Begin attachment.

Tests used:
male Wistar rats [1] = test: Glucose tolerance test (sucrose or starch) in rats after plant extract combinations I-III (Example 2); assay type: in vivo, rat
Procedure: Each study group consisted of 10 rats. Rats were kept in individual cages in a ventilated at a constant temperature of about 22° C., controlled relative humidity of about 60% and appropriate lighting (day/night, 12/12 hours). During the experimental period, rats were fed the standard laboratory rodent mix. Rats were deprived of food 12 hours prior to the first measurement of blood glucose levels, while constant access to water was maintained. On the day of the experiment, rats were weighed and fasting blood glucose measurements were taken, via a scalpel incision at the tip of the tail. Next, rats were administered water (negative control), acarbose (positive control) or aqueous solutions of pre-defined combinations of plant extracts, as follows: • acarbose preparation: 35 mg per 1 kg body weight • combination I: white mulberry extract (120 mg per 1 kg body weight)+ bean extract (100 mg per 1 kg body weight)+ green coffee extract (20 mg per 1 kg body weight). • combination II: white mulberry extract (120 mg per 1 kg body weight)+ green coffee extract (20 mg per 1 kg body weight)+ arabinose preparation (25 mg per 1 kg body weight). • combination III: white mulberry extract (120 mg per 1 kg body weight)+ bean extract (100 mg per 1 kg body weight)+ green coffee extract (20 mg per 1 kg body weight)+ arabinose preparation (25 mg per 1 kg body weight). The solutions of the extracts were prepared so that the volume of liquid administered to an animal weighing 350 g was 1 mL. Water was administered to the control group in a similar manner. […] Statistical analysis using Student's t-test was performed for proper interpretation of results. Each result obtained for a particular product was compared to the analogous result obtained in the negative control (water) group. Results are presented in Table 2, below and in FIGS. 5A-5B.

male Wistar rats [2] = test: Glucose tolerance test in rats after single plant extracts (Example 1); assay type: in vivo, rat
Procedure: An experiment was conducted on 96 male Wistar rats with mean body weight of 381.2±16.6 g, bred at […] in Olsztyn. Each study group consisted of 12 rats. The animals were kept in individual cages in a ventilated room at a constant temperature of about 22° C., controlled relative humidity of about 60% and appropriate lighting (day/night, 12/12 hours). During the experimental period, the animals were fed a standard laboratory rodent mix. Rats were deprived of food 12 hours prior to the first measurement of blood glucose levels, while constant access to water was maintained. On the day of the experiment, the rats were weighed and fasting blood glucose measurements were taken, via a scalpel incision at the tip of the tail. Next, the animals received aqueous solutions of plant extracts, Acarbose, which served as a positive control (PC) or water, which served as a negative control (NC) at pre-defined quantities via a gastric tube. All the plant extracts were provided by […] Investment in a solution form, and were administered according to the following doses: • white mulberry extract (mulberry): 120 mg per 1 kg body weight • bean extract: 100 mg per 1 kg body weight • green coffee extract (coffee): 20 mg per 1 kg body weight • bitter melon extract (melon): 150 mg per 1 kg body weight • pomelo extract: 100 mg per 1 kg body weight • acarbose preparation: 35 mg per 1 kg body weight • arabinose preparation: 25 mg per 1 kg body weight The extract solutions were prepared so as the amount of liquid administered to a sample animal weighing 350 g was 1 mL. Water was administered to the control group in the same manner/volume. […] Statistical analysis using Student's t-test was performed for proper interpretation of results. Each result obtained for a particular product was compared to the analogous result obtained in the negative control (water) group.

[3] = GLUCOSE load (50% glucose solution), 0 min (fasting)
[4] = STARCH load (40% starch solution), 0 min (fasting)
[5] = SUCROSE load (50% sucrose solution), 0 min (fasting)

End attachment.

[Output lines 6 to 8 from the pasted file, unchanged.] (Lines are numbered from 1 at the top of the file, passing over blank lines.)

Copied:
[3] = GLUCOSE load (50% glucose solution), 0 min (fasting)
[4] = STARCH load (40% starch solution), 0 min (fasting)
[5] = SUCROSE load (50% sucrose solution), 0 min (fasting)